How to Use Twitter Like a Human Being

I love Twit­ter. It’s my favorite social net­work. I start­ed using it in 2008 when I went to SXSW Music. I imme­di­ate­ly saw its val­ue for cov­er­ing live events. That fall, I used it exten­sive­ly dur­ing the Phillies’ post­sea­son cam­paign. Twit­ter is a great plat­form for your pas­sions. Except when it isn’t.

Some­where along the way, Twit­ter changed. My friend Mark cap­tured one key dif­fer­ence in his tweet below.

For all the talk about being authen­tic and engag­ing on social, you’ll often find that the most fol­lowed accounts are noth­ing more than linkbots with a human face. It’s a head-scratch­er. At a time when peo­ple com­plain of infor­ma­tion over­load, hun­dreds of thou­sands of peo­ple will fol­low accounts that recy­cle memes and oth­er online flot­sam.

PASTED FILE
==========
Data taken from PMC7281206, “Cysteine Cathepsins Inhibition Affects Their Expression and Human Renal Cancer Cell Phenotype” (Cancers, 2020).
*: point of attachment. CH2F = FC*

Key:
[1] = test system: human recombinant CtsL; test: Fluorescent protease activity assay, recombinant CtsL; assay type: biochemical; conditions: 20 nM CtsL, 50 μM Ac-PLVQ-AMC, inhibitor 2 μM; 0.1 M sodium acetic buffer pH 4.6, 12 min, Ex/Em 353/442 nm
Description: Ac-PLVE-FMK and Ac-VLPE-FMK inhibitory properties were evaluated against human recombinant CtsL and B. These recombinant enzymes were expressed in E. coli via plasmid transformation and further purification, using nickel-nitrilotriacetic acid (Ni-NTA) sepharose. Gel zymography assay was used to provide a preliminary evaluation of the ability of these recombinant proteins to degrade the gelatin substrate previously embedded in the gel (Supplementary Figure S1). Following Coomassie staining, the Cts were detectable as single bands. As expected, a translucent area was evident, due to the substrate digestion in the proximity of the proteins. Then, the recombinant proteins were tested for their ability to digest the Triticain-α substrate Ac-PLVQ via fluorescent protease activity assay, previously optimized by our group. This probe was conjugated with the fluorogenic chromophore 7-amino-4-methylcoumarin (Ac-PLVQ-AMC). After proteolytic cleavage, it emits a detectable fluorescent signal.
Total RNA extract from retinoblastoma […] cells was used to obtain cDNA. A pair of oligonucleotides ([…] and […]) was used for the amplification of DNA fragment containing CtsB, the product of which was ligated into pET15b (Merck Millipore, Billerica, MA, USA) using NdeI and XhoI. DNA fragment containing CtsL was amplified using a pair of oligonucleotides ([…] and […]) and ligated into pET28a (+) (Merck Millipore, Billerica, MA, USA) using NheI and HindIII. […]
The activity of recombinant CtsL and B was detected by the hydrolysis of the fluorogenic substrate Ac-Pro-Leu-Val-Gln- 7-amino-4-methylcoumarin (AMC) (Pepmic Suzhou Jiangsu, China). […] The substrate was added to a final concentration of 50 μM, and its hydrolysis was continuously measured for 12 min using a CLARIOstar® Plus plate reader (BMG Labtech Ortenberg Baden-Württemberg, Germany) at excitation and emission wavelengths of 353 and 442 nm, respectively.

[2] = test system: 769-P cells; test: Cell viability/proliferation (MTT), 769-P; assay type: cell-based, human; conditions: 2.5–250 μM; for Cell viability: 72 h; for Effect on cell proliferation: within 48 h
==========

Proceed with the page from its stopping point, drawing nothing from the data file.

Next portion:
If that doesn’t depress you, A Tale of Two Twit­ter Per­sonas will. MG Siegler writes:

For me, giv­en my back­ground and line of work, that’s obvi­ous­ly tech­nol­o­gy. But I too have oth­er inter­ests — shock­ing, I know. Film is def­i­nite­ly one. Beer is def­i­nite­ly anoth­er. And sports is way up there. Yes, some peo­ple in the tech indus­try are as obsessed with sports as any­one else in the world. Blas­phe­my!

What does per­son­al brand­ing mean when the most pop­u­lar social media accounts lack per­son­al­i­ty?

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